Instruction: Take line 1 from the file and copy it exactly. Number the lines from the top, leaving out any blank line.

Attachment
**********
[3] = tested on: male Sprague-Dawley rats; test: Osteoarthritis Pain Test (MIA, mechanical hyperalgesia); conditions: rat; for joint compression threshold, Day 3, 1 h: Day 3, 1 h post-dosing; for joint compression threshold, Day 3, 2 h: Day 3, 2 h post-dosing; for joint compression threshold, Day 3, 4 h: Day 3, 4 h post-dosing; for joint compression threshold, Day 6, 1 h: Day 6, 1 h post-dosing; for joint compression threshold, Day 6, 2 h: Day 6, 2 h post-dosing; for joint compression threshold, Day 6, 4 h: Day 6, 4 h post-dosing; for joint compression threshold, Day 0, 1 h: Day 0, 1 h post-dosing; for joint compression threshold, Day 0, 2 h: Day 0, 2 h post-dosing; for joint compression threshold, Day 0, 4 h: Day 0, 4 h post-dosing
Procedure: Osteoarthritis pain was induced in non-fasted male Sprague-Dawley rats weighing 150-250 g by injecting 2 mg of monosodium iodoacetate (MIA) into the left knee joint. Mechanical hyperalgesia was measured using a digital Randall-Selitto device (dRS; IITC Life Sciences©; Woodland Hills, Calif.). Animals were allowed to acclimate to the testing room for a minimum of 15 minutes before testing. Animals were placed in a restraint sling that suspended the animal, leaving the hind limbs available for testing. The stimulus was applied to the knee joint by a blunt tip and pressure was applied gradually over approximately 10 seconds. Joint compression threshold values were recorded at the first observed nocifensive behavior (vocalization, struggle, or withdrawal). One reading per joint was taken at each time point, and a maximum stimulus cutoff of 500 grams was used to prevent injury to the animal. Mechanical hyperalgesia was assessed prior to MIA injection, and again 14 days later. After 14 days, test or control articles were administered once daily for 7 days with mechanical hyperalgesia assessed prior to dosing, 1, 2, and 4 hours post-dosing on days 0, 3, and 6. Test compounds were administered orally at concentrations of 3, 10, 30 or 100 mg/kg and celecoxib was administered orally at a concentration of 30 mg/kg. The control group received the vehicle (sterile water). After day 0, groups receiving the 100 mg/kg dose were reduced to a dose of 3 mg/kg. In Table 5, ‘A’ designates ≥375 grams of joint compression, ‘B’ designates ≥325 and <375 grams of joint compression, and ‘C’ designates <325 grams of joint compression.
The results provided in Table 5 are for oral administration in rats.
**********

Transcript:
[3] = tested on: male Sprague-Dawley rats; test: Osteoarthritis Pain Test (MIA, mechanical hyperalgesia); conditions: rat; for joint compression threshold, Day 3, 1 h: Day 3, 1 h post-dosing; for joint compression threshold, Day 3, 2 h: Day 3, 2 h post-dosing; for joint compression threshold, Day 3, 4 h: Day 3, 4 h post-dosing; for joint compression threshold, Day 6, 1 h: Day 6, 1 h post-dosing; for joint compression threshold, Day 6, 2 h: Day 6, 2 h post-dosing; for joint compression threshold, Day 6, 4 h: Day 6, 4 h post-dosing; for joint compression threshold, Day 0, 1 h: Day 0, 1 h post-dosing; for joint compression threshold, Day 0, 2 h: Day 0, 2 h post-dosing; for joint compression threshold, Day 0, 4 h: Day 0, 4 h post-dosing